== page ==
The following is a brief summary of some of thoughts said over by R' Frand on the parsha this evening. I have attempted to reproduce these vorts to the best of my ability. Any perceived inconsistency is the result of my efforts to transcribe the shiur and should not be attributed to R' Frand.
In Bereishis 18:23-32, Avraham Avinu tried to save the city of Sodom by bargaining with Hashem. In so doing, he referred to himself in Bereishis 18:27 as Afar V'Afer. Rashi explains that Avraham means that he already should have been dust because he should have been ground down in battle of the kings and that he should have been ashes, because he had been thrown into the fiery furnace by Nimrod.
R' Frand quoted R' Avraham Bukspan's new sefer Parsha Pearls who explains that Avraham in 18:27 was saying that now I am Afar V'Afer, even though he clearly was not at the time. This is a lesson for recognizing and internalizing the good that was done for a person. A person can go though a life altering experience and when he survives, decides that he wants to take on a new level of observance. But as time goes by, he may see that start to peter out. R' Frand told the story of a man who made certain changes after he was saved from death when he was in a serious car accident. But as the year went by, he started to feel less enthusiastic about the changes. In order to internalize and keep the motivation in mind, a person needs to constantly remember the feeling that he had at the moment that he took on that special observance.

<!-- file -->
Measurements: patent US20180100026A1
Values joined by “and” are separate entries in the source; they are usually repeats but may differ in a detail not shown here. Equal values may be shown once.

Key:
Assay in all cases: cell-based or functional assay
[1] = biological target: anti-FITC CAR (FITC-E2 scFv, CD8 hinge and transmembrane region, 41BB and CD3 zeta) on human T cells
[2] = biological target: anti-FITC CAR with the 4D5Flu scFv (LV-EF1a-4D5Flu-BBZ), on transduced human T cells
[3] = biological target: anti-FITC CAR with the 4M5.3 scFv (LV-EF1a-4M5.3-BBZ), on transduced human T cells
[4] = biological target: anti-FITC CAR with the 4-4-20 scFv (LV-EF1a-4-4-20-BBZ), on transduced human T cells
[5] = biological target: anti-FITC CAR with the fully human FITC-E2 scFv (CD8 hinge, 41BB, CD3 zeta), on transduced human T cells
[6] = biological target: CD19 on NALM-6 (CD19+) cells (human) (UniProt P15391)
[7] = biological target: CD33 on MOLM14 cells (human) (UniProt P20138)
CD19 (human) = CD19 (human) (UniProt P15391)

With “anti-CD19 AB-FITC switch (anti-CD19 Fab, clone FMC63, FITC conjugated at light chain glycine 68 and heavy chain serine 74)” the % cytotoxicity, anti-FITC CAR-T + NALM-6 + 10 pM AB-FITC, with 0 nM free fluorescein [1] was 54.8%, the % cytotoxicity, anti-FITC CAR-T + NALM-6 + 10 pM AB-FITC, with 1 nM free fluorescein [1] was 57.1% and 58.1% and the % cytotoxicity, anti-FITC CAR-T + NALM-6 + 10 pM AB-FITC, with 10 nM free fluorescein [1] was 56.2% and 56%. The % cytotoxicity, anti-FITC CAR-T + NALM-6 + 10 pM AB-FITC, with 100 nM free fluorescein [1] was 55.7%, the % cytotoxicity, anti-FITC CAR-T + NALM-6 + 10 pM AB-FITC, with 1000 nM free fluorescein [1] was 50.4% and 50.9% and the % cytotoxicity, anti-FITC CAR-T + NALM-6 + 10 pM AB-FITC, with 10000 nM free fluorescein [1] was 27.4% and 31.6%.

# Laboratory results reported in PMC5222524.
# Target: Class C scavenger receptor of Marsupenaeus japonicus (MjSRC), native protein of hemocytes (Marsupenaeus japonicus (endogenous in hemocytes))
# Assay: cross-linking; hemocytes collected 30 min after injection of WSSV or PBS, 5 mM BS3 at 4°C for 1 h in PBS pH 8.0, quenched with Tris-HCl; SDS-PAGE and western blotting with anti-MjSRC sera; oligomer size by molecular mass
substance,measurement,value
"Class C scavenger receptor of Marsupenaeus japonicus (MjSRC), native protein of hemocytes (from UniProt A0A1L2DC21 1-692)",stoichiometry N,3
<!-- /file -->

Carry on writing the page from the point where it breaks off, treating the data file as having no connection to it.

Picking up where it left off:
R' Frand gave a mashal of a man who lost his job and was unemployed for a period of time. The man came to need to rely on charitable organizations, but eventually found a job. He was overjoyed and so thankful that he had gainful employment. But after a number of months he became dissatisfied with the working conditions and began to express his displeasure. He no longer felt depressed about how his being unemployed. He had lost that since of gratitude of being employed after living with no source of income.
R' Frand quoted an old GM advertisement which stated - it is typically American to ask - what have you done for me lately. He also quoted Pete Rose who said - you are only as good as your last at bat.
This is not the Jewish way - there is a need for Hakaras HaTov, to recognize the good that was done for you. This is not to say that people should dwell on and continually be depressed over their prior situation. But, they do need to remember that they were in that situation and that they were cured or rescued from it. This is Avraham Avinu's reminder - I am Afar V'Afer.
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